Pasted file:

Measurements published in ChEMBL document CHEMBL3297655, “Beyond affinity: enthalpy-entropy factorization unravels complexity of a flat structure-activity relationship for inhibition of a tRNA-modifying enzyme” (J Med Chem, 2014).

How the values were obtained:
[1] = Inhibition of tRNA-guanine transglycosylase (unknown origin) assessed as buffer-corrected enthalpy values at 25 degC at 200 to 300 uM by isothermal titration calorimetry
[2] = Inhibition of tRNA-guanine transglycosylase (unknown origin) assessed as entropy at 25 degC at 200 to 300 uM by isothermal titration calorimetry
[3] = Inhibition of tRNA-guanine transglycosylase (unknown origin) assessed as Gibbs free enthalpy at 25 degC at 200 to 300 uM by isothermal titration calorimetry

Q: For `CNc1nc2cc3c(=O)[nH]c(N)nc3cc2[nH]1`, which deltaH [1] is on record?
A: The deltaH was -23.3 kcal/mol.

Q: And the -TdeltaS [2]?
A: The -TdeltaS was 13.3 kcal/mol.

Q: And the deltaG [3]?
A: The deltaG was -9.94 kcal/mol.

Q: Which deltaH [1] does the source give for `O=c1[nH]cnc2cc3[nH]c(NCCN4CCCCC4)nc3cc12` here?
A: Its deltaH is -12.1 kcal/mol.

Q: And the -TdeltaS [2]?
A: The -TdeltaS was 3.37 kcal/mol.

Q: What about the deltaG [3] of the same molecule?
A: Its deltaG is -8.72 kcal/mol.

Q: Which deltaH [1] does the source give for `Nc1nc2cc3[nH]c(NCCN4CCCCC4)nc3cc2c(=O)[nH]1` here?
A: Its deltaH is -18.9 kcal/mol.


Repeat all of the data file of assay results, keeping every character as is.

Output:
Measurements published in ChEMBL document CHEMBL3297655, “Beyond affinity: enthalpy-entropy factorization unravels complexity of a flat structure-activity relationship for inhibition of a tRNA-modifying enzyme” (J Med Chem, 2014).

How the values were obtained:
[1] = Inhibition of tRNA-guanine transglycosylase (unknown origin) assessed as buffer-corrected enthalpy values at 25 degC at 200 to 300 uM by isothermal titration calorimetry
[2] = Inhibition of tRNA-guanine transglycosylase (unknown origin) assessed as entropy at 25 degC at 200 to 300 uM by isothermal titration calorimetry
[3] = Inhibition of tRNA-guanine transglycosylase (unknown origin) assessed as Gibbs free enthalpy at 25 degC at 200 to 300 uM by isothermal titration calorimetry

Q: For `CNc1nc2cc3c(=O)[nH]c(N)nc3cc2[nH]1`, which deltaH [1] is on record?
A: The deltaH was -23.3 kcal/mol.

Q: And the -TdeltaS [2]?
A: The -TdeltaS was 13.3 kcal/mol.

Q: And the deltaG [3]?
A: The deltaG was -9.94 kcal/mol.

Q: Which deltaH [1] does the source give for `O=c1[nH]cnc2cc3[nH]c(NCCN4CCCCC4)nc3cc12` here?
A: Its deltaH is -12.1 kcal/mol.

Q: And the -TdeltaS [2]?
A: The -TdeltaS was 3.37 kcal/mol.

Q: What about the deltaG [3] of the same molecule?
A: Its deltaG is -8.72 kcal/mol.

Q: Which deltaH [1] does the source give for `Nc1nc2cc3[nH]c(NCCN4CCCCC4)nc3cc2c(=O)[nH]1` here?
A: Its deltaH is -18.9 kcal/mol.